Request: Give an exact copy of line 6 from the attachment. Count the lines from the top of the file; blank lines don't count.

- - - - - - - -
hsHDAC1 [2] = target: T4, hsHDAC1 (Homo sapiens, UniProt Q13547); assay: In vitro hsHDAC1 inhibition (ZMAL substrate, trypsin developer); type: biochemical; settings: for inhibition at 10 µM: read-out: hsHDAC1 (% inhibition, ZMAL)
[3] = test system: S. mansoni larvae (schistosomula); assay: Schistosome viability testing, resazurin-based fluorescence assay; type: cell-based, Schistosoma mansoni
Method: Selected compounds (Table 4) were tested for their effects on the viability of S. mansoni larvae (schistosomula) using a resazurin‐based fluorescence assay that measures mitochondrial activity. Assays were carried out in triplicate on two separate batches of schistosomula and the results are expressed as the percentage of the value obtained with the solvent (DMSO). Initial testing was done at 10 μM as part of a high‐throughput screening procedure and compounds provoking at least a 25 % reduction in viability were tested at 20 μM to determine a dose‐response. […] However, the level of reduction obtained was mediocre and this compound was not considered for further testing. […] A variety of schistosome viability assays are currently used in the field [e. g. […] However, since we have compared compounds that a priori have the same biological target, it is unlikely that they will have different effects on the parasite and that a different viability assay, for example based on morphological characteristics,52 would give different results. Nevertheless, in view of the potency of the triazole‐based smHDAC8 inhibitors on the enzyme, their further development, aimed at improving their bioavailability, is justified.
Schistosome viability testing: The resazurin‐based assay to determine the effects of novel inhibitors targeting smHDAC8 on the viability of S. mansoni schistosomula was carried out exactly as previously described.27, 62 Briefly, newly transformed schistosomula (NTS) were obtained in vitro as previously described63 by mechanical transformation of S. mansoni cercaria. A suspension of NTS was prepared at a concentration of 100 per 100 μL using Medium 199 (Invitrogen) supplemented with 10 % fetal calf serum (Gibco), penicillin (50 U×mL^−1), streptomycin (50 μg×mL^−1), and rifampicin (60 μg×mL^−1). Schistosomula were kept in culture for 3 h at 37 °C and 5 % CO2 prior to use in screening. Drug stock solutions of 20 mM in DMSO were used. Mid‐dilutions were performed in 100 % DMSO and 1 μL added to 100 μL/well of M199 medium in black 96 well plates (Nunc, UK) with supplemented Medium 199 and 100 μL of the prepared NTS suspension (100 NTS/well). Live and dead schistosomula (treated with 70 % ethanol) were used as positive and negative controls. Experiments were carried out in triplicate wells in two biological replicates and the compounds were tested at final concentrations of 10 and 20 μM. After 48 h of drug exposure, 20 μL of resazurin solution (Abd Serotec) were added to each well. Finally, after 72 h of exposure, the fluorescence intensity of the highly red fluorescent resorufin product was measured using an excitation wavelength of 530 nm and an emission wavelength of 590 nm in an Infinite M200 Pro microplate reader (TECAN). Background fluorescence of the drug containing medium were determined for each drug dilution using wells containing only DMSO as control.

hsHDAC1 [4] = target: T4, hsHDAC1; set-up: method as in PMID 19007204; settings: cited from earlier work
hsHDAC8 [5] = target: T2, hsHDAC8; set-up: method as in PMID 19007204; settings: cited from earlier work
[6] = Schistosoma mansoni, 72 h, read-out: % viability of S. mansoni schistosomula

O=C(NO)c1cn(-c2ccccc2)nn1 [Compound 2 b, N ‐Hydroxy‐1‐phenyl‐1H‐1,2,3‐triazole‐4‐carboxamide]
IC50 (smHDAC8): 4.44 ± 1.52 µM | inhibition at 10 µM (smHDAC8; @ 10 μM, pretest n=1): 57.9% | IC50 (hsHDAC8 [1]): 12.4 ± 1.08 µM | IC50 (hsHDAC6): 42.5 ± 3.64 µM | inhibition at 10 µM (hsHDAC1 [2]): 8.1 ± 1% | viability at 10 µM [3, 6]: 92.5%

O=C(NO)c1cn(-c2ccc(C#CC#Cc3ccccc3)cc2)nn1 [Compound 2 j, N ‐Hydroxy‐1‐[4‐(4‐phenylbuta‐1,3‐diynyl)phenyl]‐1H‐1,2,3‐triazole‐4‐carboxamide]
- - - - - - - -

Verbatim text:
hsHDAC8 [5] = target: T2, hsHDAC8; set-up: method as in PMID 19007204; settings: cited from earlier work